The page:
The crash course: Phoenix, live, twelve hours from now

Phoenix went from cult indie darlings to arena-filling, well, indie darlings.

When it was announced that French band Phoenix would be making a stop in Manila, I swear, there was a collective, almost orgasmic, gasp from indie kids everywhere. Maybe it’s a bit of a “finally, we get a concert for us!” kind of gasp. Maybe it’s an “oh my God they’re going here!” gasp. It is a bit unexpected, but at the same time it is. Phoenix is one of the biggest bands in the world right now: they’ve certainly gone a long way from their decidedly left of center origins in Versailles. From being one of the more (arguably) chilled acts coming out of France, they are now filling arenas with their ethereal take on indie pop. And, once again, I am not going to be there. So here’s a crash course, in usual earthings! tradition. [NB]

   

“Playground Love” by Air | The band that would be Phoenix was formed in the early 90s, with a couple of jam sessions from vocalist Thomas Mars, bassist Deck d’Arcy and guitarist Chris Mazzalai. (The band’s fourth member, guitarist/keyboardist Laurent Brancowitz, would join in 1995, when his band folded up. The other two members of that band would become Daft Punk.) By 1997, they would sign up with Source Records, where they became the backing band for electronica duo Air. Yep, that partly explains the Air track. This song in particular – released in 1999, from the soundtrack of The Virgin Suicides – features Thomas in vocals, under the pseudonym Gordon Tracks. He would soon be married to the film’s director, Sofia Coppola.

   

“Everything is Everything” by Phoenix | Phoenix would release their debut album, United, in 2000; it was chilled yet dancy, evidenced by singles such as “Too Young” (also used in a Coppola film) and “If I Ever Feel Better”. (This era also saw them release “Heatwave”, which, well, should sound familiar to those in high school in the early-00s.) Their follow-up, 2004’s Alphabetical, would be a bigger success, with this song particularly getting some airplay in the United States. They would tour the country (and Europe) on the back of that record; it would also inform their next album, 2006’s It’s Never Been Like That.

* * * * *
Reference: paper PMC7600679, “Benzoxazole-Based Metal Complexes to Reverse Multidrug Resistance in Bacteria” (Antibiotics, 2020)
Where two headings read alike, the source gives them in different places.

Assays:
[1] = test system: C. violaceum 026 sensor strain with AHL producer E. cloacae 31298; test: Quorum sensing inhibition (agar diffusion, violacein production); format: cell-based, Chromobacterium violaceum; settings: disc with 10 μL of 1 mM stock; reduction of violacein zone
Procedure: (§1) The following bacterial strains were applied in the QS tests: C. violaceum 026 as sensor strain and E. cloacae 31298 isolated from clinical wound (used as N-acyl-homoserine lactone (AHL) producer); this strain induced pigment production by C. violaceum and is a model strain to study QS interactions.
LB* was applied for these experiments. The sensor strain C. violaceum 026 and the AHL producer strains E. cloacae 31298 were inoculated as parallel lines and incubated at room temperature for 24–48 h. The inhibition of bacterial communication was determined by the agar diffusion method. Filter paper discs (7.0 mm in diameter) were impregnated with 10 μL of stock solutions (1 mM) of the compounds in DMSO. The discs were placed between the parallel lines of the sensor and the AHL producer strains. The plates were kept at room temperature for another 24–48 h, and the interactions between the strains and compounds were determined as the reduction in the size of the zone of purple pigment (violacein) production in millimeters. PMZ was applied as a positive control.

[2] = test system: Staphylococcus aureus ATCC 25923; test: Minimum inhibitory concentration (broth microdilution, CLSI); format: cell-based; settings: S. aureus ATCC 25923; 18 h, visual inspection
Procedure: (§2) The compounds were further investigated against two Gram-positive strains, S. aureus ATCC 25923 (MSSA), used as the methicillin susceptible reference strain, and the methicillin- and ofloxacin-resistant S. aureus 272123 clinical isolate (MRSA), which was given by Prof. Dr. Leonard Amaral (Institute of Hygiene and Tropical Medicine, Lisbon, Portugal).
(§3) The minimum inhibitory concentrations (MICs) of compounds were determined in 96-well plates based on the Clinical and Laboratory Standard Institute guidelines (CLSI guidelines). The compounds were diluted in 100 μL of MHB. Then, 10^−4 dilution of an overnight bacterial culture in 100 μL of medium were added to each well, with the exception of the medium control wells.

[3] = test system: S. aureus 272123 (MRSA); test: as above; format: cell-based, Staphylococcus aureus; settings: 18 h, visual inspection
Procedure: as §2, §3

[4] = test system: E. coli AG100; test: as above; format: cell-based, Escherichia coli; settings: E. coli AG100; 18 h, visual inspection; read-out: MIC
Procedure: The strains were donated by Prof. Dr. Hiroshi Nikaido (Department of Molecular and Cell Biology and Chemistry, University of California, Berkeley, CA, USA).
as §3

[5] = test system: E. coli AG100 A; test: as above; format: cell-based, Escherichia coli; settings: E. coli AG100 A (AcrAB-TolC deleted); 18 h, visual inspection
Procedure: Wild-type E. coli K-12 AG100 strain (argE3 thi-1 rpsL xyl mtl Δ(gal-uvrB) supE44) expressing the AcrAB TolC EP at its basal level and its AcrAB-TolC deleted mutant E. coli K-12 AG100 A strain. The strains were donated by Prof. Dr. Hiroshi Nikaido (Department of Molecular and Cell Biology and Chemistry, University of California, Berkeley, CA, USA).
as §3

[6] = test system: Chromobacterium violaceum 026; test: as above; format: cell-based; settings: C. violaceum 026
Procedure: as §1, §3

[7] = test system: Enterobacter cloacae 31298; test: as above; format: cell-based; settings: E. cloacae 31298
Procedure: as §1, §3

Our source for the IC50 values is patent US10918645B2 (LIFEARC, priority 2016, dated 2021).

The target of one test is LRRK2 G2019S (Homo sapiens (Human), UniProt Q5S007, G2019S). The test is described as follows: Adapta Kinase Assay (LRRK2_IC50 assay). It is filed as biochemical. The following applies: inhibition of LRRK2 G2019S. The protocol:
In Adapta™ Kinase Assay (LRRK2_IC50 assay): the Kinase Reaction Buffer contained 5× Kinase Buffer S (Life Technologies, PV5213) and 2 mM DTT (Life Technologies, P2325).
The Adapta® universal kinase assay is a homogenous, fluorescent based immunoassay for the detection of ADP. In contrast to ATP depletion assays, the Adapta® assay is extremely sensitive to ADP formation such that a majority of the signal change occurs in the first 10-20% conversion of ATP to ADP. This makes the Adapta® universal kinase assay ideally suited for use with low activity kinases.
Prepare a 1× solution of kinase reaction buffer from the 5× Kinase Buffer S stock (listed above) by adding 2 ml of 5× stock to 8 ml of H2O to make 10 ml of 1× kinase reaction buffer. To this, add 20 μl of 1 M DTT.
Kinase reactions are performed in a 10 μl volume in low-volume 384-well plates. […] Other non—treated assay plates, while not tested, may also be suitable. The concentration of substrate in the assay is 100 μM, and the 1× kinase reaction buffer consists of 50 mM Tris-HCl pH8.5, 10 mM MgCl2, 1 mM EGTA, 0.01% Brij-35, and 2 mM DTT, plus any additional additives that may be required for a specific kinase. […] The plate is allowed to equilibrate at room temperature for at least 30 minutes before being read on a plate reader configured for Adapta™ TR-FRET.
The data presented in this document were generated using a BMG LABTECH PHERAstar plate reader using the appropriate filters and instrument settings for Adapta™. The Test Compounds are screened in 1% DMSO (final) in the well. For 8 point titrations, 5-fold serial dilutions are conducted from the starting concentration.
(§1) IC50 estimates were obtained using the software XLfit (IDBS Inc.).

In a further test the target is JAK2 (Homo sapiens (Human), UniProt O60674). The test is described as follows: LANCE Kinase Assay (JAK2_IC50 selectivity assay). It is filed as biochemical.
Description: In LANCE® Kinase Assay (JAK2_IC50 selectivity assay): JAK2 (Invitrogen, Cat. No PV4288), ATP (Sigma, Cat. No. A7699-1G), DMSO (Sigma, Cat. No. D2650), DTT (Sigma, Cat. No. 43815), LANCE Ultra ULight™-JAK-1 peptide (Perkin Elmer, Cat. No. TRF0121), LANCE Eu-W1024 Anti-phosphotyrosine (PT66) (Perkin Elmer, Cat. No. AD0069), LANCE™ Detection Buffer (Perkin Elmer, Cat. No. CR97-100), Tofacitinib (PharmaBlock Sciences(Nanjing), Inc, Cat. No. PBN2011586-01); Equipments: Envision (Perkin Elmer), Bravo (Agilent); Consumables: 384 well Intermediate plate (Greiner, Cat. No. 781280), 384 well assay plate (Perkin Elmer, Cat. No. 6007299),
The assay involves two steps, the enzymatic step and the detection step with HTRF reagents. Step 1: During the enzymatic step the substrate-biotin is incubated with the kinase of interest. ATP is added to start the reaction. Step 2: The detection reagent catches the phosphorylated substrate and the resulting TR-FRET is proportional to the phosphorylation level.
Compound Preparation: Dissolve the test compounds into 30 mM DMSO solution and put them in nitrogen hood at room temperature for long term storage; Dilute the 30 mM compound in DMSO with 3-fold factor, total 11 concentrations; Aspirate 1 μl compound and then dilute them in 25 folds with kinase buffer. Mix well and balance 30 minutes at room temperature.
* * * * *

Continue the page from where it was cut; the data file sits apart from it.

“Long Distance Call” by Phoenix | I discovered Phoenix through this song, while flipping through channels, landing on what was them MTV Philippines, and hearing this trippy, chilled, catchy ditty from what turned out to be a bunch of Frenchmen. This was my indie-impressionable phase in college; it’s a surprise I’m not going gaga to watch them tonight. Anyway, It’s Never Been Like That saw a response similar to Alphabetical (as well as a pretty good Paramore cover of this song) but up to this point they’re still mostly cult indie darlings. Phoenix would, arguably, only really explode with their fourth album, 2009’s Wolfgang Amadeus Phoenix.

   

“Fences” by Phoenix | There’s something with Wolfgang‘s first single, “1901”, that just captured the imagination. Was it the football montage? Was it the Cadillac ad? Was it Birdy’s (later) cover? Whatever it is, that song (and the single that followed it, the now aptly-named “Lizstomania”) brought Phoenix to places no one thought they would. It is, also, the point when Phoenix’s sound felt better formed, toeing the line between the bed and the dance floor nicely. And then there’s the Grammy they won for this album, the Best Alternative Music Album award in 2010, just beating folks like the Yeah Yeah Yeahs and alternative granddaddies David Byrne and Brian Eno. (This song is Anna‘s suggestion: it’s her favorite on the album, and I would have otherwise posted “1901”.)

   

“S.O.S. in Bel Air” by Phoenix | And that brings us to last year, and to the huge hype when they released their drowning-in-synth album, Bankrupt! “Entertainment”, the album’s first single, was similarly stuck in everybody’s heads (even if it took me a while to warm to its very Oriental sound). The album hit number four on the Billboard charts, but it’s not nominated for a Grammy this year, like you guys mind, eh? Phoenix is bigger than before, and now they’re touring the world, which explains why, in an unusual twist of fate for a country otherwise averse to indie, we have Phoenix performing, tonight at the World Trade Center. Be on time, the organizers (who I won’t name again) often say.

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